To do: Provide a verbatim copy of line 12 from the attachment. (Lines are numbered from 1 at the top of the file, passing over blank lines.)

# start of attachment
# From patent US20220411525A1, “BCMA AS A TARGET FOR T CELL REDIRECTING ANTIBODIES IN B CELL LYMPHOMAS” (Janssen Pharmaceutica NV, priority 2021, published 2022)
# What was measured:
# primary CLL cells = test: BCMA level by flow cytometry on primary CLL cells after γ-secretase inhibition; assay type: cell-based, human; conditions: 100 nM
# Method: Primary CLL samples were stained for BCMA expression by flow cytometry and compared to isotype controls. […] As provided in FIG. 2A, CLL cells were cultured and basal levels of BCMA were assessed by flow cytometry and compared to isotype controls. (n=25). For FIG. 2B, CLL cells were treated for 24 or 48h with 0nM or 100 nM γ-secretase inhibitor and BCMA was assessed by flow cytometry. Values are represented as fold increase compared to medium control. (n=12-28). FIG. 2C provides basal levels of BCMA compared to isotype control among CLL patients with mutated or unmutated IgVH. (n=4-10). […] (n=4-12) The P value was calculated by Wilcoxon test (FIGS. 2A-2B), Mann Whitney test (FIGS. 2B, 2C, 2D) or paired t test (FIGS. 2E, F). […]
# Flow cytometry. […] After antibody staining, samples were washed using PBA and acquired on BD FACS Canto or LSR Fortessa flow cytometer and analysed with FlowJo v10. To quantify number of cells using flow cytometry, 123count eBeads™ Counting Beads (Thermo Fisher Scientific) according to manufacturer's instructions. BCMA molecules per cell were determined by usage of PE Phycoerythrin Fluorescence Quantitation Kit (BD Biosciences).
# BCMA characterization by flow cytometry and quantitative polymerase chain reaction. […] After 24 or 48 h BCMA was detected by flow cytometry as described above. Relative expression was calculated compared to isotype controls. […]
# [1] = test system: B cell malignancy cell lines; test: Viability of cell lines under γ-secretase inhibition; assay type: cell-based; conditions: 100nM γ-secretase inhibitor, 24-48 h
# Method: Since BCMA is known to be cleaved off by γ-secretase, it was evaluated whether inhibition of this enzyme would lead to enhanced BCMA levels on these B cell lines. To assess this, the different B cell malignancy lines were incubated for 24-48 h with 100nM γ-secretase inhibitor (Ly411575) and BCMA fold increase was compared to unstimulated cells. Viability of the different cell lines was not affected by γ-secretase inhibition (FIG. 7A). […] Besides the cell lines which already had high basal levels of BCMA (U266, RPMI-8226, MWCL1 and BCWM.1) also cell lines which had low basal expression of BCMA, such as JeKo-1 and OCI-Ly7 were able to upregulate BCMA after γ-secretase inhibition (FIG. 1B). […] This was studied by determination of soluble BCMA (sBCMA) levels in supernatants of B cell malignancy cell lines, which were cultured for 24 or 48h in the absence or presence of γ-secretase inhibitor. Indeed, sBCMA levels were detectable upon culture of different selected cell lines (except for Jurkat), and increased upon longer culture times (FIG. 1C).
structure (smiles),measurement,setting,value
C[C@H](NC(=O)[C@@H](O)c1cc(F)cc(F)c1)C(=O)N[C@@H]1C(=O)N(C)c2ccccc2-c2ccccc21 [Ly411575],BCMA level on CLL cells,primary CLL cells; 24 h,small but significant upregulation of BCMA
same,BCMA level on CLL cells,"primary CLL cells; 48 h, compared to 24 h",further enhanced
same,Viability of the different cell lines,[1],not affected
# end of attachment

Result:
same,Viability of the different cell lines,[1],not affected